These authors contributed equally to this work.

Affiliations

  1. Institute of Biosciences and Technology, Texas A&M University Health Science Center, Houston, Texas 77030, USA

    • Ji Jing
    • , Lian He
    • , Guolin Ma
    • , Peng Tan
    • , Xiaowen Liang
    • , Ling Zhong
    • , Yun Huang
    • , Cheryl L. Walker
    •  & Yubin Zhou
  2. Beijing Key Laboratory of Gene Resource and Molecular Development, College of Life Sciences, Beijing Normal University, Beijing 100875, China

    • Aomin Sun
    •  & Youjun Wang
  3. Division of Signaling and Gene Expression, La Jolla Institute for Allergy and Immunology, La Jolla, California 92037, USA

    • Ariel Quintana
    •  & Patrick G. Hogan
  4. National Institute of Biological Sciences, Beijing 102206, China

    • Yuehe Ding
    •  & Meng-Qiu Dong
  5. Institute of Molecular Medicine, Peking University, Beijing 100871, China

    • Xiaolu Zheng
    •  & Liangyi Chen
  6. Department of Chemistry, West Virginia University, Morgantown, West Virginia 26506, USA

    • Xiaodong Shi
  7. Department of Medical Physiology, College of Medicine, Texas A&M University Health Science Center, Temple, Texas 76504, USA

    • Shenyuan L. Zhang
    •  & Yubin Zhou

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Contributions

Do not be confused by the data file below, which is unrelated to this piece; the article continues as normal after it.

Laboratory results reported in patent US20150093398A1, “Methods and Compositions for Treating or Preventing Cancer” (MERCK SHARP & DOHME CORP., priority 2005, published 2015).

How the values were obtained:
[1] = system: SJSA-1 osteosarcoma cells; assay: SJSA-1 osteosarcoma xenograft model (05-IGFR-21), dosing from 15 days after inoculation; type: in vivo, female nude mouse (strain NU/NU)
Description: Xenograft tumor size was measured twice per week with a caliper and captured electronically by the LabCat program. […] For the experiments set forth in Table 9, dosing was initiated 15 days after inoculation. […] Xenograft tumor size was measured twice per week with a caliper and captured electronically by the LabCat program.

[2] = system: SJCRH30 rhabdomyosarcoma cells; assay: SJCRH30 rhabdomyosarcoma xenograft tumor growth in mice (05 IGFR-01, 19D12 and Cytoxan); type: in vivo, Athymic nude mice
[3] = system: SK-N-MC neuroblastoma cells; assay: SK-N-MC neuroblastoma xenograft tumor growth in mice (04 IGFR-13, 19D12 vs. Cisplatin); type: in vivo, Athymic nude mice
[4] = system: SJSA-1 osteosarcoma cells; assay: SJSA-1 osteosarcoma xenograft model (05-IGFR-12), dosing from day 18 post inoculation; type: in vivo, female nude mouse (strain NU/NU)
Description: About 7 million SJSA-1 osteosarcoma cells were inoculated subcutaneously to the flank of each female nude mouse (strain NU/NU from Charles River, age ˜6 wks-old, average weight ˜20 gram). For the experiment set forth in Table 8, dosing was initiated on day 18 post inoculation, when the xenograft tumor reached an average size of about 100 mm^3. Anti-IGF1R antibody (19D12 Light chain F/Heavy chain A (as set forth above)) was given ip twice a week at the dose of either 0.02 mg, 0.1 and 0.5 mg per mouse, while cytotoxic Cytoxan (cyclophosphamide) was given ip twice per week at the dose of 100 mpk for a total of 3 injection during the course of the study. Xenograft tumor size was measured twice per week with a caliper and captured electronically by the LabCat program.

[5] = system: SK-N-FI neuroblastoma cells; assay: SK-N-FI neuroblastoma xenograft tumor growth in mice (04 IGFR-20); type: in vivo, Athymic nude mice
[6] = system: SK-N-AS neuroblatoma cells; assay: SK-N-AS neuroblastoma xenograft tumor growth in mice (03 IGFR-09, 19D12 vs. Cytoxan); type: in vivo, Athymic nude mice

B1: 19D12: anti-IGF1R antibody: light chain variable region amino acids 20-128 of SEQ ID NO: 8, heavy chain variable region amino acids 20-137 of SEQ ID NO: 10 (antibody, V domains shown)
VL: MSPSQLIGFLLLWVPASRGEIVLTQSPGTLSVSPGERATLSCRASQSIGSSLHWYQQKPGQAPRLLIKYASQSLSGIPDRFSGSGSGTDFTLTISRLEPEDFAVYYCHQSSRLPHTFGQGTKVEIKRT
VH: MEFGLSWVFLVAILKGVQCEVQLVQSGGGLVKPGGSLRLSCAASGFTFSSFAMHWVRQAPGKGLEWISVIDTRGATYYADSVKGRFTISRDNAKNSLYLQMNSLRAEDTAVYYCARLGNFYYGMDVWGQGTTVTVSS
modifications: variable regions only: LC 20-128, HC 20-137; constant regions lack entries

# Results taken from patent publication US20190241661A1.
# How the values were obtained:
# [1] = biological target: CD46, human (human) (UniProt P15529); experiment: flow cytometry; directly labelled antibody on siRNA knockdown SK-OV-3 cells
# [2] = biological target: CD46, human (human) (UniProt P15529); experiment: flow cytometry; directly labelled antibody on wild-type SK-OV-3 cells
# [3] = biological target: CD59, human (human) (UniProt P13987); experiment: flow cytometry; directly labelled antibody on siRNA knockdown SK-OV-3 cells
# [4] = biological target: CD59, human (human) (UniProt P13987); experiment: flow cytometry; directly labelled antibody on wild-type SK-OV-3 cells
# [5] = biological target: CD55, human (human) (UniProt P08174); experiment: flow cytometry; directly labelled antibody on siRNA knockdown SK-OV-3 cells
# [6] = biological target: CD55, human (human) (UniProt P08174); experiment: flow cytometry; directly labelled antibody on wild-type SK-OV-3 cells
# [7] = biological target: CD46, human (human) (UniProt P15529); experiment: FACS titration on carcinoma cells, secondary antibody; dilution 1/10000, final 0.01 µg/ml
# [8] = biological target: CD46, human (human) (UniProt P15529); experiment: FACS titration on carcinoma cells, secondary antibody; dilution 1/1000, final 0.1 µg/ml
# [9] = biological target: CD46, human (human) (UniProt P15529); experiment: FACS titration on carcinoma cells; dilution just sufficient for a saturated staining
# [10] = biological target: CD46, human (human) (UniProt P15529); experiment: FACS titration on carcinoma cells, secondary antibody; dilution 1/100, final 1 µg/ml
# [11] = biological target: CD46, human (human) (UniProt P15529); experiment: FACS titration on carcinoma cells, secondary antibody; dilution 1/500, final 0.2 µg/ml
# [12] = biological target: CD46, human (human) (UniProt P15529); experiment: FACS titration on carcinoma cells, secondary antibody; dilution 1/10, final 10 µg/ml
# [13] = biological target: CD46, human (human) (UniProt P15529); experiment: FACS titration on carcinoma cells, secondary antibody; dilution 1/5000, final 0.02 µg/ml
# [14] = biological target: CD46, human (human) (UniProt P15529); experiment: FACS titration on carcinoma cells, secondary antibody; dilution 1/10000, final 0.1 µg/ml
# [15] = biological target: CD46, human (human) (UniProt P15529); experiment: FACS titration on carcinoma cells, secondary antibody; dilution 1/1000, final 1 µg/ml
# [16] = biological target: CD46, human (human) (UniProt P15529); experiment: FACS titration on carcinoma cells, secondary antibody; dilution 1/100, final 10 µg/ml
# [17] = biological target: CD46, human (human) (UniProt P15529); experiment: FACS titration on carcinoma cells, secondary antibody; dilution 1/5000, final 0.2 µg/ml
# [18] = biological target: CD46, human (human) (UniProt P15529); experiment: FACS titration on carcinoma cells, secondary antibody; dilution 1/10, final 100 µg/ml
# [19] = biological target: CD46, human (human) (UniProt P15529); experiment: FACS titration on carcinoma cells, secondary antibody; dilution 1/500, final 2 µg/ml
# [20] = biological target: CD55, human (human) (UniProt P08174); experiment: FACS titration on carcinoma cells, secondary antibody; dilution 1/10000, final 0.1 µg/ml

Y.Z. and Y.W. supervised and coordinated the study. L.H., J.J., A.Q. and Y.Z. designed and generated all the plasmid constructs. L.H. performed the BiFc assays. J.J., P.T. and L.H. generated the knockout cell lines. L.H., Y.D. and M.-Q.D. prepared the proteomic samples and performed the mass spectrometry analyses. G.M., J.J., X.L. and Y.Z. developed the in vitro assays, and carried out the experiments with assistance from L.H., P.T. and Y.H. A.S., J.J., Y.W. and S.L.Z. performed the Ca2+ influx assay. J.J., A.S., A.Q., L.H., X.Z., L.C., L.Z. and Y.W. performed all the fluorescence imaging and other cell-based experiments. X.S. contributed to the synthesis of biotin–phenol. Y.Z., J.J., Y.D., L.H., A.S., G.M., Y.W. and M.-Q.D. analysed data, with input from the other authors. P.G.H., Y.H. and C.L.W. provided intellectual inputs to the manuscript. J.J., Y.W. and Y.Z. wrote the manuscript.

Competing interests

The authors declare no competing financial interests.

Corresponding authors

Correspondence to Youjun Wang or Yubin Zhou.

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Videos

  1. 1.

    Side-by-side comparison of the time course of GFP-STIM1 puncta formation in normal HEK293 (WT, left) and STIMATE knockout HEK293 cells (STIMATE-KO, right) under TIRF microscope.

    The total fluorescence intensities of these two cells were comparable under epifluorescence microscope. Appended in the movie includes the time points after TG (1 μM)-induced store depletion.

  2. 2.

    Light-inducible accumulation of LiMETER at cortical ER in normal HEK293 (WT, left) and STIMATE knockout HEK293 cells (STIMATE-KO, right) under TIRFM.

    Appended in the movie includes the time points after light stimulation at 488 nm.

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DOI

https://doi.org/10.1038/ncb3234